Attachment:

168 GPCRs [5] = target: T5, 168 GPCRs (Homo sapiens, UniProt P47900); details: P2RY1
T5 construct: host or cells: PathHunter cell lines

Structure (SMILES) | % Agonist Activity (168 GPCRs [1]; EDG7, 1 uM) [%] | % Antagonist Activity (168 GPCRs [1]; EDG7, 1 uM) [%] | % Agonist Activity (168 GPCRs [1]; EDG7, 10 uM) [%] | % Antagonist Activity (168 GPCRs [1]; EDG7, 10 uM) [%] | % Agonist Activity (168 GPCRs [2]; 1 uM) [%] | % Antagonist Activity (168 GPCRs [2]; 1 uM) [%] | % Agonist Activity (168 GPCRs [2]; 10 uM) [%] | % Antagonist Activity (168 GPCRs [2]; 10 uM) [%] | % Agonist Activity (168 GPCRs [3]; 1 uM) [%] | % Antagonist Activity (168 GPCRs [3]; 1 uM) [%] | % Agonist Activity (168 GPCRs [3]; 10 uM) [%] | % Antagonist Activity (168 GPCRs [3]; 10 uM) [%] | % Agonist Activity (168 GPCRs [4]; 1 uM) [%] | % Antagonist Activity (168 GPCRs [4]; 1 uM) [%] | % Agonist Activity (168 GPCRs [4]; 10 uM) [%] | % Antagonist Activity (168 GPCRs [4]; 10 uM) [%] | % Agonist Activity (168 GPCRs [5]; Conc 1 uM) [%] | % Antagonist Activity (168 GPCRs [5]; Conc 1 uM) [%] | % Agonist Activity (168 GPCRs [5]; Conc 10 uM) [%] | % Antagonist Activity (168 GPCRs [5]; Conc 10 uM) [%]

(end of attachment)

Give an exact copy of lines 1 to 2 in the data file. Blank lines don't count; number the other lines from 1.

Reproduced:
168 GPCRs [5] = target: T5, 168 GPCRs (Homo sapiens, UniProt P47900); details: P2RY1
T5 construct: host or cells: PathHunter cell lines